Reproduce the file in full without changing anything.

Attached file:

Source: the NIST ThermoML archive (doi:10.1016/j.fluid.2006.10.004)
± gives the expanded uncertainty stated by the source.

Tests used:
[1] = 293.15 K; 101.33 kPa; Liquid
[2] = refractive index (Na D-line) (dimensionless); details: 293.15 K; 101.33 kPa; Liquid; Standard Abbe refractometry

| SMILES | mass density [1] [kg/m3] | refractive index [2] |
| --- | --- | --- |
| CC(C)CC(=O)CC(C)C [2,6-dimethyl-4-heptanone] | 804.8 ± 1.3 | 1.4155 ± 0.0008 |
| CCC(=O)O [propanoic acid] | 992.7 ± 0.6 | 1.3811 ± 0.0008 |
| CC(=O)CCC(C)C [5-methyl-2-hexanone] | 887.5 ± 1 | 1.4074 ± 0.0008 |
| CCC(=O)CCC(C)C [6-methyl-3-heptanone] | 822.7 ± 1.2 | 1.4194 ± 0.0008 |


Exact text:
Source: the NIST ThermoML archive (doi:10.1016/j.fluid.2006.10.004)
± gives the expanded uncertainty stated by the source.

Tests used:
[1] = 293.15 K; 101.33 kPa; Liquid
[2] = refractive index (Na D-line) (dimensionless); details: 293.15 K; 101.33 kPa; Liquid; Standard Abbe refractometry

| SMILES | mass density [1] [kg/m3] | refractive index [2] |
| --- | --- | --- |
| CC(C)CC(=O)CC(C)C [2,6-dimethyl-4-heptanone] | 804.8 ± 1.3 | 1.4155 ± 0.0008 |
| CCC(=O)O [propanoic acid] | 992.7 ± 0.6 | 1.3811 ± 0.0008 |
| CC(=O)CCC(C)C [5-methyl-2-hexanone] | 887.5 ± 1 | 1.4074 ± 0.0008 |
| CCC(=O)CCC(C)C [6-methyl-3-heptanone] | 822.7 ± 1.2 | 1.4194 ± 0.0008 |